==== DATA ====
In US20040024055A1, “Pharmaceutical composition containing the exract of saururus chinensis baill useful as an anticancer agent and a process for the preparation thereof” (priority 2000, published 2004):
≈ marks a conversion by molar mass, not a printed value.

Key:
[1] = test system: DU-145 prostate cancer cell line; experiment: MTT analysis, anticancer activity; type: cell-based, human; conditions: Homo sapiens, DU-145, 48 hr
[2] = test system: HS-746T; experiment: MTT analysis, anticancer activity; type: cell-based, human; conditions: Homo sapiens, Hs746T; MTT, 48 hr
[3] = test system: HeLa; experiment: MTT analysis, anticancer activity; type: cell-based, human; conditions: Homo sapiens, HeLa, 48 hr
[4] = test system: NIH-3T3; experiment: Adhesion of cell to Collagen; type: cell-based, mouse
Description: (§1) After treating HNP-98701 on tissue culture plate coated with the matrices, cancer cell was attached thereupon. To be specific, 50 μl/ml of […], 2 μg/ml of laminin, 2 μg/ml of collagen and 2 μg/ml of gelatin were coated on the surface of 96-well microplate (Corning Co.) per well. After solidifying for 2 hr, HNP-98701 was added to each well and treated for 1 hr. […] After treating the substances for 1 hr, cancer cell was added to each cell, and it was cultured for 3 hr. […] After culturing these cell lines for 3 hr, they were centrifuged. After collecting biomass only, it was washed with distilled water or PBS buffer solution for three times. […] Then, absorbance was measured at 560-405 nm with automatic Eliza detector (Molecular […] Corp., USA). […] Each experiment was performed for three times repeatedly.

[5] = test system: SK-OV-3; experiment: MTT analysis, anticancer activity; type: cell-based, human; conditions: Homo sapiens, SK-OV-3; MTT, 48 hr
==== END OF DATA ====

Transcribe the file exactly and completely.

In US20040024055A1, “Pharmaceutical composition containing the exract of saururus chinensis baill useful as an anticancer agent and a process for the preparation thereof” (priority 2000, published 2004):
≈ marks a conversion by molar mass, not a printed value.

Key:
[1] = test system: DU-145 prostate cancer cell line; experiment: MTT analysis, anticancer activity; type: cell-based, human; conditions: Homo sapiens, DU-145, 48 hr
[2] = test system: HS-746T; experiment: MTT analysis, anticancer activity; type: cell-based, human; conditions: Homo sapiens, Hs746T; MTT, 48 hr
[3] = test system: HeLa; experiment: MTT analysis, anticancer activity; type: cell-based, human; conditions: Homo sapiens, HeLa, 48 hr
[4] = test system: NIH-3T3; experiment: Adhesion of cell to Collagen; type: cell-based, mouse
Description: (§1) After treating HNP-98701 on tissue culture plate coated with the matrices, cancer cell was attached thereupon. To be specific, 50 μl/ml of […], 2 μg/ml of laminin, 2 μg/ml of collagen and 2 μg/ml of gelatin were coated on the surface of 96-well microplate (Corning Co.) per well. After solidifying for 2 hr, HNP-98701 was added to each well and treated for 1 hr. […] After treating the substances for 1 hr, cancer cell was added to each cell, and it was cultured for 3 hr. […] After culturing these cell lines for 3 hr, they were centrifuged. After collecting biomass only, it was washed with distilled water or PBS buffer solution for three times. […] Then, absorbance was measured at 560-405 nm with automatic Eliza detector (Molecular […] Corp., USA). […] Each experiment was performed for three times repeatedly.

[5] = test system: SK-OV-3; experiment: MTT analysis, anticancer activity; type: cell-based, human; conditions: Homo sapiens, SK-OV-3; MTT, 48 hr